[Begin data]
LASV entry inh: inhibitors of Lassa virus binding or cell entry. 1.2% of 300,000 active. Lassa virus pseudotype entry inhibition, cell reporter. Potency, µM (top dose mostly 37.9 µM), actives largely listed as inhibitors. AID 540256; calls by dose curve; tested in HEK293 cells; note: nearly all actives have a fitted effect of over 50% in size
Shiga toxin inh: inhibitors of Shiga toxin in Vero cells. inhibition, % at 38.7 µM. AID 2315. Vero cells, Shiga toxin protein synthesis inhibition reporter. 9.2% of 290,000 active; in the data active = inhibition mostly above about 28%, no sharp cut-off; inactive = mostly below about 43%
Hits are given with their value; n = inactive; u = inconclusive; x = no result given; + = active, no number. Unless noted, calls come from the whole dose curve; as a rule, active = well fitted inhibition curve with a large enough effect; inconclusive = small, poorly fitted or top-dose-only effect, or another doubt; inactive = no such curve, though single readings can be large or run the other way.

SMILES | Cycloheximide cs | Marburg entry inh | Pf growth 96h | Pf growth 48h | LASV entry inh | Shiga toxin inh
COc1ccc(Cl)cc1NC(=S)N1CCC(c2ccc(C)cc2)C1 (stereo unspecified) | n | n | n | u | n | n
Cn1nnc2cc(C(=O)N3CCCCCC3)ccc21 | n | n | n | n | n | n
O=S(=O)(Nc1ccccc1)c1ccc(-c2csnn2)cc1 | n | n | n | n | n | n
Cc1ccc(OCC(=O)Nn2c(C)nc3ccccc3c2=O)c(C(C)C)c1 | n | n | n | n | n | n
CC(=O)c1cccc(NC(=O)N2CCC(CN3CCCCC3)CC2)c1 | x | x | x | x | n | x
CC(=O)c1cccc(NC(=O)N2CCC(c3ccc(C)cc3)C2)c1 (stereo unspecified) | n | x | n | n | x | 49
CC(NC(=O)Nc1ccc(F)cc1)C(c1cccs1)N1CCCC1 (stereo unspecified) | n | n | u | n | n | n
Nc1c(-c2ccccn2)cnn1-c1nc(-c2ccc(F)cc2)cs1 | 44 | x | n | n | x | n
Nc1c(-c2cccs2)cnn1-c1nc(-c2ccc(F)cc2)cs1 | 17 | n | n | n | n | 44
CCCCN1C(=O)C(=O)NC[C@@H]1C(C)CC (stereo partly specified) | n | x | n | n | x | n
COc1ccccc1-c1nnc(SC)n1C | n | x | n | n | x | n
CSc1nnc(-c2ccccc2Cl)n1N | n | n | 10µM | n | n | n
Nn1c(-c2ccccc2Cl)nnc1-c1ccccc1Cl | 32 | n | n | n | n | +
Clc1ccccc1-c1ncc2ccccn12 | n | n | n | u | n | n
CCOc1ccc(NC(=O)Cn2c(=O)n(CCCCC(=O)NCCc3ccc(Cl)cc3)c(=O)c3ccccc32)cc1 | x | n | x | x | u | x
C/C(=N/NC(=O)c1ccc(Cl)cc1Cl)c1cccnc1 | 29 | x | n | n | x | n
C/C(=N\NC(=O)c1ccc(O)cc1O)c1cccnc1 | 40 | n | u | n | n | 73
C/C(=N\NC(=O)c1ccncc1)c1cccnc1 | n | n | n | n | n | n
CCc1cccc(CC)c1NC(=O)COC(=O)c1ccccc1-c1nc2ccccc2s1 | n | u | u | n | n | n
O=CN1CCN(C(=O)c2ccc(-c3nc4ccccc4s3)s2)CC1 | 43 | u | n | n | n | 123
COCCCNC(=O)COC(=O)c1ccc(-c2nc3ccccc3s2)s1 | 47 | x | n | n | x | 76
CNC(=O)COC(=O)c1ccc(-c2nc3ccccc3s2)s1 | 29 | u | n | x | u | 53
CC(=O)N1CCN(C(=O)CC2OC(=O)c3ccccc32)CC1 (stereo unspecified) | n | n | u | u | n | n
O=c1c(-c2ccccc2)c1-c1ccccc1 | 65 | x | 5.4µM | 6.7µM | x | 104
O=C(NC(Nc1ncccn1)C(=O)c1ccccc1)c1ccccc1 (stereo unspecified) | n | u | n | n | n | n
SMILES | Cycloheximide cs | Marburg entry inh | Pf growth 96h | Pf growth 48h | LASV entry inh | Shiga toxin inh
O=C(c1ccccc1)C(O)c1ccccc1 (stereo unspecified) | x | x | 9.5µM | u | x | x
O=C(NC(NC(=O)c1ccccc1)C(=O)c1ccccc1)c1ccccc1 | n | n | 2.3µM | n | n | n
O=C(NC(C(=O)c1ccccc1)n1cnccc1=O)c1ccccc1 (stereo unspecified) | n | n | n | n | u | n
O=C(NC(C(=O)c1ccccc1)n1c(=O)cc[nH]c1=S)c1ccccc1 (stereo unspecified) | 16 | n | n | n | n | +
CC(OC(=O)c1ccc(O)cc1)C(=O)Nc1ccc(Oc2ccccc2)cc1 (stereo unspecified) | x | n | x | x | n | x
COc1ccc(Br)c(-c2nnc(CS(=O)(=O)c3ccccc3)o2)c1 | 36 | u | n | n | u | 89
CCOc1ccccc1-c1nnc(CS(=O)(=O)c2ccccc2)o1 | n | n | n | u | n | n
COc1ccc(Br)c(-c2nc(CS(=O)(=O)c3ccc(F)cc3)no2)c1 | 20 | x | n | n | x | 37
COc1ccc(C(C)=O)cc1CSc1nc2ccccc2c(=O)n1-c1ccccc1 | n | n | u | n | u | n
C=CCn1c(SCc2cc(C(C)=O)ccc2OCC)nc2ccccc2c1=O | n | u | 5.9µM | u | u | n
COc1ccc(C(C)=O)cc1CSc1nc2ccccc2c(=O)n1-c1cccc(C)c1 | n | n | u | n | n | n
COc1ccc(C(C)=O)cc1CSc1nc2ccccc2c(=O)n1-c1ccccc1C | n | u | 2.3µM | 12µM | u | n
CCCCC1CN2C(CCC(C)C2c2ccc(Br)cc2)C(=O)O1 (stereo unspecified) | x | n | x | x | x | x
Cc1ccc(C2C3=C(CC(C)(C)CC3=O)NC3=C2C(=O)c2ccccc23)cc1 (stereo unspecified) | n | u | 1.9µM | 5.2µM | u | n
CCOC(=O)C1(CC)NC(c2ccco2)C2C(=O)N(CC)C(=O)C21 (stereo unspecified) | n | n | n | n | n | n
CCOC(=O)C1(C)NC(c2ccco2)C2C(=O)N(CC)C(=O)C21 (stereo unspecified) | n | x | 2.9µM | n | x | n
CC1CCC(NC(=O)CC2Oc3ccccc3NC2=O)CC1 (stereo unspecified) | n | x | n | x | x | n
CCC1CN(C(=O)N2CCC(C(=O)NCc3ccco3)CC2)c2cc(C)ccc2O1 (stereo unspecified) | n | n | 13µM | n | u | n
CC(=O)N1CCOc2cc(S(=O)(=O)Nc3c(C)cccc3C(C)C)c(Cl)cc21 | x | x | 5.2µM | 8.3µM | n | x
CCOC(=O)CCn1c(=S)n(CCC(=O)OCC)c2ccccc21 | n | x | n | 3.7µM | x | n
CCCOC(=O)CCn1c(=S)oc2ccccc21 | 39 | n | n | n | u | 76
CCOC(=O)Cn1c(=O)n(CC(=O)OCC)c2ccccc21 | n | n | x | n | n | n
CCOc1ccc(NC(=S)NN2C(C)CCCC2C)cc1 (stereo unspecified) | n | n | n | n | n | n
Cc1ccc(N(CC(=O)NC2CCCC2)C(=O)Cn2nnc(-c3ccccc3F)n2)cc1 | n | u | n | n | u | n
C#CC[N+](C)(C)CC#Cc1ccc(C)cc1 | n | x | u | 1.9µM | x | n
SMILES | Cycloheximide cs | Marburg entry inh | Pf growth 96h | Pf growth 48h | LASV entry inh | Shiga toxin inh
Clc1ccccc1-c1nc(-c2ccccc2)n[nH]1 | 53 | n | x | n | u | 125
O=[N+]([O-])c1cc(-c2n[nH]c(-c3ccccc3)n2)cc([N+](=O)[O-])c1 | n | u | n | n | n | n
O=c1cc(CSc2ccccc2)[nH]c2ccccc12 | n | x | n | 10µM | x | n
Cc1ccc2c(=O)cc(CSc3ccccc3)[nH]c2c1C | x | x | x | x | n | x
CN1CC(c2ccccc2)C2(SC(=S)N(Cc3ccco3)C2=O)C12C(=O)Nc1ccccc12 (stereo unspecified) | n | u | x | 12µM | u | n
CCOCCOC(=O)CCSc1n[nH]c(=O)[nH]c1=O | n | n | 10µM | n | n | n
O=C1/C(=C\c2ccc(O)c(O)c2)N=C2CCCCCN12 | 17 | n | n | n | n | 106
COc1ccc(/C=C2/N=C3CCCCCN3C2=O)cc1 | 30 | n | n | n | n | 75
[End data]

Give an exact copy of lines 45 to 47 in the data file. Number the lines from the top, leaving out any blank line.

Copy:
CCOC(=O)C1(CC)NC(c2ccco2)C2C(=O)N(CC)C(=O)C21 (stereo unspecified) | n | n | n | n | n | n
CCOC(=O)C1(C)NC(c2ccco2)C2C(=O)N(CC)C(=O)C21 (stereo unspecified) | n | x | 2.9µM | n | x | n
CC1CCC(NC(=O)CC2Oc3ccccc3NC2=O)CC1 (stereo unspecified) | n | x | n | x | x | n